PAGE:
I knew when I went to sleep last night that today would be one of those sentimental, reflective days that one always carries with them. While I was at Rowdy's annual family reunion on Saturday, my cell phone rang and the voice on the other end bore a heart-breaking tale. Christi Price, the wife of one of my father's oldest and most loyal friends, had died.
Now LC, Christi's husband, has been a staple in my family since, well, before I was born. Long before this tragedy happened, I've thought of his life in the sort of Homer's Odyssey. Much like my dad, it seems as though he has already squeezed 100 lifetimes into this one. When LC met Christi, they were both raising young children. I was a teenager and periodically baby-sat his two wild urchins, Joshua and Caleb, who have both grown into respectable young men. Kind of gives me hope for the two caged animals currently leaping over my furniture as though they are monkeys instead of boys.
One evening while I watched the Price boys, one of them caught a pile of leaves on fire, which promptly scorched onto the fence. Not long ago, Christi and I talked about that incident. Most women, especially one who was already raising two kids, might would've been scared off a little by such an incident, but Christi laughed at this even when LC couldn't. I've never really been a believer in soul mates, in the notion that two souls were split and then sent on some unlikely journey for a possible reunion. However, if there were ever a case of such, it would be in these two. Never has the term "blended family" been so accurate. LC and Christi brought their lives and their children together and it couldn't be seen where one ended and the other began. They were just one, a solid unit. LC had his three sons, Christi had a boy and a girl and then they added the sixth not long after they married.
When both my children and my sister's children were born, Christi sent gifts so thoughtful and extravagant that it almost embarrassed us to keep them. Periodically, just out of the blue, she would call me to request a new photo of my kids to be emailed to her.
I also want to note that both of Christi's parents and one of her grandparents are still alive. As a parent, I cannot even begin to measure their pain. I don't really know them, but from them came Christi. I think that speaks volumes.
Driving to Elk City this morning, I thought about the day laying before me and what it might hold. As I did, a quote from Rose Kennedy, the mother of the slain president and senator, ran through my mind.
"I tell myself that God gave my children many gifts -- spirit, beauty, intelligence, the capacity to make friends and to inspire respect. . . . There was only one gift he held back -- length of life. "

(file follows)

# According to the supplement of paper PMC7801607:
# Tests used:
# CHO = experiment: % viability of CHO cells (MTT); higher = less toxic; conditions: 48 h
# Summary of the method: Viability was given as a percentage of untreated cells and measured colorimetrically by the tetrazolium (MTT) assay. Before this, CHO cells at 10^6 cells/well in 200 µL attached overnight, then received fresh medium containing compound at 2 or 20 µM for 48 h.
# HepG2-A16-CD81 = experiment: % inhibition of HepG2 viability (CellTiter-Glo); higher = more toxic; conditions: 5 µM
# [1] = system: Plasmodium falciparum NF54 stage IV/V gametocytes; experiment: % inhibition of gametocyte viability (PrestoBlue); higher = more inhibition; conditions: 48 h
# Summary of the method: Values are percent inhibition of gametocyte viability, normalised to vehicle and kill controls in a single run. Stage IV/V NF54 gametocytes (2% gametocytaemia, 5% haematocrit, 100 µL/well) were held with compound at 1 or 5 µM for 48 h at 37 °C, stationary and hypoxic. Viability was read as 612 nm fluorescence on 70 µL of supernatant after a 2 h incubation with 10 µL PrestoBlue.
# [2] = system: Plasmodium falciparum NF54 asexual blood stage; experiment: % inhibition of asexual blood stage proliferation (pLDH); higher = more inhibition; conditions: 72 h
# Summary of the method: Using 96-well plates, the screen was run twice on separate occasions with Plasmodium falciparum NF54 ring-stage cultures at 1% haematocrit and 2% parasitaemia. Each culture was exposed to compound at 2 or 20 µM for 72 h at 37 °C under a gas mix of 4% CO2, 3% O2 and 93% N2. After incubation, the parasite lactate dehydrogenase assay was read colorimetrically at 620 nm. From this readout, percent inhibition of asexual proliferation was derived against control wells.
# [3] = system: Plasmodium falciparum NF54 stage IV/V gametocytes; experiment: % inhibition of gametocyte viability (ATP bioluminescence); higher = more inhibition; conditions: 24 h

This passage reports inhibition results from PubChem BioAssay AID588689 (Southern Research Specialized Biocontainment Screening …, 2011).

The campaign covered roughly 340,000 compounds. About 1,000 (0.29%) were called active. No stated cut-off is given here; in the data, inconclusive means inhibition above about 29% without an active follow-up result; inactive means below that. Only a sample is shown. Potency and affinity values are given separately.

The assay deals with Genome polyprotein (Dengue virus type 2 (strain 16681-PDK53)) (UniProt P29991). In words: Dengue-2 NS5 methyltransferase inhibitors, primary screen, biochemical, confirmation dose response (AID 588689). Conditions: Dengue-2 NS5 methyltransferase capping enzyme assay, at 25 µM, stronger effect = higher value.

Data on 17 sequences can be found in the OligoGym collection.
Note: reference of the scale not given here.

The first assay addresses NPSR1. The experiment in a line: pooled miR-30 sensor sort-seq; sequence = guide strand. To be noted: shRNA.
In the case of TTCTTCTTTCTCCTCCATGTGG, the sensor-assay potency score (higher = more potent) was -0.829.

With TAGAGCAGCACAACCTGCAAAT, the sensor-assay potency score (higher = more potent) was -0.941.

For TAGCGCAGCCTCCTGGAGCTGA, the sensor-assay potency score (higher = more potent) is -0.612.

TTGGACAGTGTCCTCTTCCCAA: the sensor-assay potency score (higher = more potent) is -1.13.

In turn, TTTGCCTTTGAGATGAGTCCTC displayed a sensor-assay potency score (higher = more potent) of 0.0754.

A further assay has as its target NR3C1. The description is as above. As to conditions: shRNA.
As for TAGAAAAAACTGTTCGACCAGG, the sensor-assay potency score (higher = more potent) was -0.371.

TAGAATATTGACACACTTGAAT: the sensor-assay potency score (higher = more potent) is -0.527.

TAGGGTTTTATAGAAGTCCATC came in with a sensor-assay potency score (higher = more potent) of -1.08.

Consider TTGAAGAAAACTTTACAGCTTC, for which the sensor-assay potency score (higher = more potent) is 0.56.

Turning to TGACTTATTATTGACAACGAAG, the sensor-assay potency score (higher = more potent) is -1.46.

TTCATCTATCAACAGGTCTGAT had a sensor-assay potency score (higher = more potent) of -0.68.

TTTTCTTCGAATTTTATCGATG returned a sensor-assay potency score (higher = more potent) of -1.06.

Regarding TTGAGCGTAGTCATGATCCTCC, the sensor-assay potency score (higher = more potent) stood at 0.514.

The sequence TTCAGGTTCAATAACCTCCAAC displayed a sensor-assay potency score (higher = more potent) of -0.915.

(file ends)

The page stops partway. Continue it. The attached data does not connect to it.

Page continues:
As I walked into the church with my mom and sister, I was struck by all the people. There was no one "group" or age. Almost every generation and economic sector was represented. Against the large, white wall, a video of Kristi's life lead us, the mourners, through her early years as a smiley baby to now, a smiley mother.
And then came the photographs of Christi and LC. They weren't posed. They weren't taken in the studio. They seemed to be photos snapped when neither of the two knew they were being captured. They were both cool in their skin around each other. As the video replayed several times, that caught my attention each time.
And it hit me -- romance was here, dancing all around us, even in the most tragic of situations. As a wedding photographer, I am frequently in ceremonies were every little detail is selected for sentimental reasons, often to honor this person who is the object of their affection. And while this scenario, a funeral, is the virtual opposite of a wedding, a commencement, oddly I noticed so many similarities. In this, LC's adoration for Kristi was seen. The tribute that LC and their children gave through the two ministers was evident of that.
It was the stuff that made Beethoven's Immortal Beloved and Poe's Annabelle Lee and almost every pen stroke of Shakespeare's. Love transcending time, even death. I knew in that moment that while the whole world may never know this particular narrative, that this will be one of greatest love stories of all time.
As the bagpipe playing Amazing Grace faded into the Oklahoma prairie, Kristi was laid to rest in a golden vault. Like I said, there were so many parallels to a wedding in his farewell. The burial LC gave his wife was a grand gesture, an eternal monument to the value he held for her.
My dear friend Lyndi told me once that when someone dies, our relationship with them doesn't end. It just changes a little. Although the nature of LC and Christi's relationship will obviously evolve, I know he will continue to love her in his daily life. He'll do it by raising their children to be like her -- funny, kind, successful, happy. He described her as the glue that held their family together and, even though she won't be physically present now, I don't see why that would be any different.
I've always been a romantic and, unless you are one as well, I'm sure you think that applies to reading Harlequin romance novels during nap time. If you are a romantic, you know what I'm talking about -- hanging your late grandfather's work shirt by the front door, the ticket stub to your first concert, the song you listened to when you realized you were in love. Most folks believe that romance applies only to lovers and the physical acts related directly to that, we romantics know differently. And today, as I sadly watched a broken man bid an earthly farewell to his love, I felt romance consume the chapel. It was in each piano stroke from a thoughtfully selected song. It was in the air and in the ground and everything in between.